The Combeferre thing I think is more a reminder of the essential humanity of the men on the side of the government in a moment when that would otherwise be completely lost. People on both sides will die, and that is the greatest tragedy, that men must be mown down for the betterment of all other men. Combeferre won't let himself forget that, but he won't let Enjolras forget it either, which is more important. Combeferre is described as completing Enjolras in the humanitarian sense, in the application of the grand abstract philosophy of revolution to the actual salvation of mankind. It's just Hugo illustrating what he said before, but now in the context of the heat of battle. It's to humanise Enjolras, too, because there's a nineteenth century literature emo-tear to accompany the pulling of the trigger. Literary illustration of Combeferre's humanism and its effect on Enjolras.
As for Enjolras, and revolution in general, there are many things one has to keep in mind when coming at it from a 21st century POV and little background in the period. High mortality rates, high levels of starvation among the working class (if bread prices go up too much, eventually you can no longer afford to eat enough at your current rate of pay, and getting a raise in a recession is no picnic today), very obvious differences in appearance between classes and little geographical division between classes (rich and poor often lived in the same buildings, unlike later when the poor were exiled to their own exclusive neighbourhoods on the outskirts of the city), and the sheer number of times the government changed hands. The French Revolution worked in overthrowing the King. Structurally, the reason one cannot compare it to the American Revolution is that the American colonies had a long tradition of local elective representative government, while the French state was centralised, it was up to the King to call together a parliament of the three estates, and one had not been called in a very long time. Thus, when the head of state was removed, there wasn't a structure already in place to take over governance. Also, Americans were a lot wealthier and the social structure a lot more flat, so that you didn't have issues over loyalty to crown vs. loyalty to people aligning with economic arguments.
Since you're in the UK, Savushkin, you're probably not getting all the "yay American Revolution" that we of course get over here, but I do wonder if the way the history is taught varies in a similar way. That because the American Revolution was fought army to army, it was legitimate, while the French Revolution involved socioeconomic as well as political questions and the wholesale condemnation of an unproductive class brings up too much Marxism for comfort even now and therefore is still treated very carefully. Plus Napoleon sucked because Wellington ended up kicking his ass, and the whole snobbery of how can a grocer's son set up his entire family as kings across Europe? Since Bonaparte is a direct result of the French Revolution.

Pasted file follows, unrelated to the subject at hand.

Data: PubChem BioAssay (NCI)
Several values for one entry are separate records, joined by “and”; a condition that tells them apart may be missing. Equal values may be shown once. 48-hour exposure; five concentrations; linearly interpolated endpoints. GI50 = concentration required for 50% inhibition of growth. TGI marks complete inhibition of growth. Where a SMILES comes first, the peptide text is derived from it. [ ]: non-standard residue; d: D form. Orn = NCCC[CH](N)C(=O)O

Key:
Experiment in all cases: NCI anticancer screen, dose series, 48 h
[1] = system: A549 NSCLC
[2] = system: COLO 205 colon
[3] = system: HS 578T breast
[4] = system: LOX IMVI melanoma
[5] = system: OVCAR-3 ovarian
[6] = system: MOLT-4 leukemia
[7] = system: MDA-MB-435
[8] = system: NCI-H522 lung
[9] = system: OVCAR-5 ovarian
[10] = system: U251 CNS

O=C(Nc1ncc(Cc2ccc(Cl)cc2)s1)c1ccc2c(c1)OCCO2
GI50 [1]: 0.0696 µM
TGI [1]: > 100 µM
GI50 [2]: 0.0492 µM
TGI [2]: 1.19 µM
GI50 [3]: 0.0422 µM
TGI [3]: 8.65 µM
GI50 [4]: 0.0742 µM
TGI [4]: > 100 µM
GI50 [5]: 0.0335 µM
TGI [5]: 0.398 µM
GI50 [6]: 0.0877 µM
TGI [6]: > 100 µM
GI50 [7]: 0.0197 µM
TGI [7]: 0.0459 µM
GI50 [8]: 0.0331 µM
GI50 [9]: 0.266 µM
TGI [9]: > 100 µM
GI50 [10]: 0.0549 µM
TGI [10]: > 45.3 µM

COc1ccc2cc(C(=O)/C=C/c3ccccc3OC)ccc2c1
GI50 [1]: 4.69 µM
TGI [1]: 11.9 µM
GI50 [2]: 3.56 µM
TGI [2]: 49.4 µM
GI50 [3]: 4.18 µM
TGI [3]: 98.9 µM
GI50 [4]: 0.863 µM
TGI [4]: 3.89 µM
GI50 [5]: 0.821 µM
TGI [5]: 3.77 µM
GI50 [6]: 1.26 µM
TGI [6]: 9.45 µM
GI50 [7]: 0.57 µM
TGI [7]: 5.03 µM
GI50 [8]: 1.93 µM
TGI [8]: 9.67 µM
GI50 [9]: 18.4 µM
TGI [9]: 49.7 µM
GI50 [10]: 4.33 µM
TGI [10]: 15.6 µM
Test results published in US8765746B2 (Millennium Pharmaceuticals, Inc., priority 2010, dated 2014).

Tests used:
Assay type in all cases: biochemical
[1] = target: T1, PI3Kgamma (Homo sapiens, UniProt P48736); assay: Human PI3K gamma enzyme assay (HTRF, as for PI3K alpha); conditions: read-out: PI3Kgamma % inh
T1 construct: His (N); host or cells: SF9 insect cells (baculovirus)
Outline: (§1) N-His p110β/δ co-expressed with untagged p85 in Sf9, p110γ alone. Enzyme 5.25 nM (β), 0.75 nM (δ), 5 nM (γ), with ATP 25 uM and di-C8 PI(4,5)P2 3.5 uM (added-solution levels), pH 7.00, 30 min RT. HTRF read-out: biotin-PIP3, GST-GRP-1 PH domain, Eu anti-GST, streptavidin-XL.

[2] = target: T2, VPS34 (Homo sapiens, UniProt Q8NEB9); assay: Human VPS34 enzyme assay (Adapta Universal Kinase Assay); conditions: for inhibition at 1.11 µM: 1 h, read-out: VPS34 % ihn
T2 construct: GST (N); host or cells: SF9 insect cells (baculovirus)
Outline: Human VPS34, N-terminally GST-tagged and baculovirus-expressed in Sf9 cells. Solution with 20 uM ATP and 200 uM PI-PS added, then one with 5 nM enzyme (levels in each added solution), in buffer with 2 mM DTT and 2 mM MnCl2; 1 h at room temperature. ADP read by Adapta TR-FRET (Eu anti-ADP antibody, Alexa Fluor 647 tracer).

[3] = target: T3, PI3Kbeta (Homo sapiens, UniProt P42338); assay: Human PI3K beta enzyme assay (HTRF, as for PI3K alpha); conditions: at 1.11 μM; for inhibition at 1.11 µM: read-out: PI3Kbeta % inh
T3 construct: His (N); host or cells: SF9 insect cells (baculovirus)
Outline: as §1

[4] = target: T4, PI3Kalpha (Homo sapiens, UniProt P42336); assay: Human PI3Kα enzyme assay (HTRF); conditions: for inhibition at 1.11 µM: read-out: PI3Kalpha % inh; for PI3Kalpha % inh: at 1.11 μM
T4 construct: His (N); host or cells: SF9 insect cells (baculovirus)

While in France in the 1820s, the left was split between liberals who thought the Empire rescued but perverted the Revolution and Bonapartists who thought Bonaparte was the exemplar of the Revolution. A lot of nostalgia almost straight away, since with the economy plunged into the toilet (bad harvests in 1816 and 1817, plus a royal regime that was not so into ostentation depressed the luxury trades in Paris, also too possibly because Italy and Germany and Spain were now open to British goods again), foreign soldiers occupying Paris, the psychological depression of having had to surrender the capital of the nation, it was easy to forget the difficulties of the wars that went on for a generation: the conscription, the deaths, the blockades, the taxation to pay for it all. Hugo's generation watched it all collapse as they were coming to adulthood, and there seemed to be nothing for anyone in the Restoration, as all greatness had ended with Bonaparte and the King was pushed around by ultraroyalists who somehow thought they could clamp down on everything and it would return to the old regime, the revolutionary genie back in the bottle and bonapartists to whom he had promised to be fair.
When people die all the time, and Bonaparte's armies are still looked at as heroes, it's a lot easier to consider dying for something rather than just dying anonymously. And since it had been proved that kings can be overthrown, the revolution simply needs some fine tuning based on the lessons learned from the Terror. Which is how we get to 1830. Where everyone on the left got screwed. They retrenched and tried again in 1831. Didn't help. But, in 1832, we get the cholera in Paris, which is a brand new disease that kills people grotesquely and without warning and no one knows how it spreads and it's killing more poor people than rich people. Wouldn't you rather try to overthrow the government who is doing nothing in the face of this brutal disease than wait around to die from it yourself? Also, apparently (if I believe Graham Robb), there were legitimists involved, too, who hoped to topple Louis Philippe and restore Charles X or his grandson to the throne. Like 1830, it was a coalition of groups with disparate political aims who could all agree that Louis Philippe needed to go.
That's, very briefly sketched, much of the context that led up to 5 June 1832.
What kind of literature and what kind of life is the same question. - Tom Stoppard